Of course, the journalist was cut off by the uncomfortable politician. Nigeria is not the only place where politicians prefer such statements to be remembered only when they want to take credit for a thriving economy. Naturally, the embarrassed political chieftain responded true to type when he said the following: "... you cannot base the performance and achievement of the present government on mere numbers...."[iv]
The exchange attracted the attention of Dr. Enodien, a management consultant who is resident in Lagos. He wrote a commentary in one of Nigeria’s leading newspapers that once again brought up the question of the dividends of democracy. The aforementioned politician was seen as acting absurdly when he pointed to achievements and strides made in the area of opening up the political arena. The attribution of this much needed development to the benevolence of the government was considered unacceptable. People naturally expect the increased freedom of speech, its benefits may not be readily subject to quantification, but the expectation that such a benefit of democracy would devolve to Nigerians under today’s democratic dispensation does not preclude the expectation that the politicians would keep promises made about economic growth and visible improvements in people’s lives. The commentator asked the right question. He asked a question that is central to all the discussion about the dividends of democracy when he asserted: “But people would welcome answers from whoever is in a position to shed light on this discourse because if the performance evaluation of this or indeed any government cannot be based on a periodic scrutiny of the generated socio-economic indicators, on what basis then should its achievements be evaluated?”[v]
Reading the commentary further also gives an indication of the source of the generalized frustration that most Nigerians feel. Most ordinary people are becoming disillusioned precisely because they see with the evidence of their own senses that politicians are living “high on the hog” while they take a “may the devil take the hindmost” stance toward ordinary Nigerians whose hopes and aspirations, particularly as they relate to the enjoyment of the positive dividends of democracy are yet to be realized. Every ordinary Nigerian was disgusted when the first task that Nigerian legislators undertook was to ensure that their nests were feathered abundantly by increasing their salaries, allowances, and other perquisites of office. There is a perception that the politicians in general were totally oblivious of, and had deliberately shielded themselves from the suffering of the people. There is an additional perception that the government wants to use statistical data in a fraudulent manner that for this analyst, indicative of “the apparent abandonment of modern management technique had been responsible for the stunted development of Nigeria in the past.”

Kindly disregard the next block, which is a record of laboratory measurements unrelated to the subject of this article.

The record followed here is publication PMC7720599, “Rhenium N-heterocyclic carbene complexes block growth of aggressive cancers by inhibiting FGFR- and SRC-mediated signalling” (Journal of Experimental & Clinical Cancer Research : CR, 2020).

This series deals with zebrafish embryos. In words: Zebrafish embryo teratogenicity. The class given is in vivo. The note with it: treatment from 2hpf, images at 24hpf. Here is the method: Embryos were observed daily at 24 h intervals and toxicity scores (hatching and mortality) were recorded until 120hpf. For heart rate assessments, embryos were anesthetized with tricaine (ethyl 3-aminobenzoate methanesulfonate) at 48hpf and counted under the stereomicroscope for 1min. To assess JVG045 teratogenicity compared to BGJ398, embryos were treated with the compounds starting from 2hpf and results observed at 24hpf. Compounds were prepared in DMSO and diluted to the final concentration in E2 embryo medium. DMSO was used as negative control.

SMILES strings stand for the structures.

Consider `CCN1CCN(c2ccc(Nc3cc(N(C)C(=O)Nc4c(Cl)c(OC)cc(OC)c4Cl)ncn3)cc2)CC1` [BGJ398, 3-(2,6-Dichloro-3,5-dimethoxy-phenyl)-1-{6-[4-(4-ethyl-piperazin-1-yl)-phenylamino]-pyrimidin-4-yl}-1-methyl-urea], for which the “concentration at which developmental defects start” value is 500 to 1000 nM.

Most Nigerians have a longer memory than the politicians give them credit for. They remember that military regimes of the past act like today’s politicians, who also happen to be liberally sprinkled with old military officers, when they justify their violent take-over of government by telling the people that they undertook this extreme measure for reasons of national interest, to guarantee national survival, to clean up a polluted political arena from the corrupt legacy of the old regime, and to end the country’s economic woes. Even when people were inclined to question the military, there was a lack of the freedoms that are guaranteed and integral to democracies. Questioning the government under military rule could well be taken as tantamount to mounting a frontal attack on the state.
Dr. Enodien is partly right. The military “got away with their unverifiable claims only because some gullible Nigerians and military apologists deliberately endorsed the claims of the military without any recourse to facts and figures. . . . it is because the time-honoured and universally accepted system of evaluating the social, economic and political performance at any point in time was lacking, that the military rulers had the false sense of legitimacy. It is also because we did not use statistical data to support their claims that enabled the military not only to prolong their stay in office but also thrived under the illusion that they were performing well because they did not have to defend their achievements or lack of it by reference to authentic statistical data.” Another story in the Guardian, this time an interview by Adeleke Adeseri with “Ayodele Olowofoyeku, the financial secretary of the Alliance for Democracy (AD) in Osun State” reveals the persistence of the messiah complex by personalities who cast their participation in politics in the mold of rescuing the country from imminent ruin. “Olowofoyeku is the son of Chief Babatunji Olowofoyeku (SAN), former Attorney General of the Western Region in the First Republic and the first chairman of Ilesa Central Local Council.”[vi]